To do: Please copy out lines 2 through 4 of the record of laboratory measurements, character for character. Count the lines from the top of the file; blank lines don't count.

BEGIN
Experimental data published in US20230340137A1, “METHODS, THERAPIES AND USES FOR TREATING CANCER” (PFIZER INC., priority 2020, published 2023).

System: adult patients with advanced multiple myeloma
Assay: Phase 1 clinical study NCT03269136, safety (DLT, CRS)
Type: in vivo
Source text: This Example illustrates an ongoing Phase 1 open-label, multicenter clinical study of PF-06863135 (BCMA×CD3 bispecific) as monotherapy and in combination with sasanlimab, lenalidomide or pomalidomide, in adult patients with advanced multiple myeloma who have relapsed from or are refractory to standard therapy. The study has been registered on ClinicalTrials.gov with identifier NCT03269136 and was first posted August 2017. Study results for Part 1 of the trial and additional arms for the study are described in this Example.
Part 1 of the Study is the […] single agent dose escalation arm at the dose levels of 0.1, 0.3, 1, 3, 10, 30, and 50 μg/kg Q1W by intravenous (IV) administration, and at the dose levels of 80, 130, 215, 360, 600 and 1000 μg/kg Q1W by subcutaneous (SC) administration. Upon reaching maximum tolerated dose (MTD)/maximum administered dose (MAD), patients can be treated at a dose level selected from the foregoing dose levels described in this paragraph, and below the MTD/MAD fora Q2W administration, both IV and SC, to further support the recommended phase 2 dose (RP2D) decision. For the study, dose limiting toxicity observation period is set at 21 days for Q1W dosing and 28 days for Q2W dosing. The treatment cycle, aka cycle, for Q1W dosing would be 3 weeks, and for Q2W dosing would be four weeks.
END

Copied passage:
System: adult patients with advanced multiple myeloma
Assay: Phase 1 clinical study NCT03269136, safety (DLT, CRS)
Type: in vivo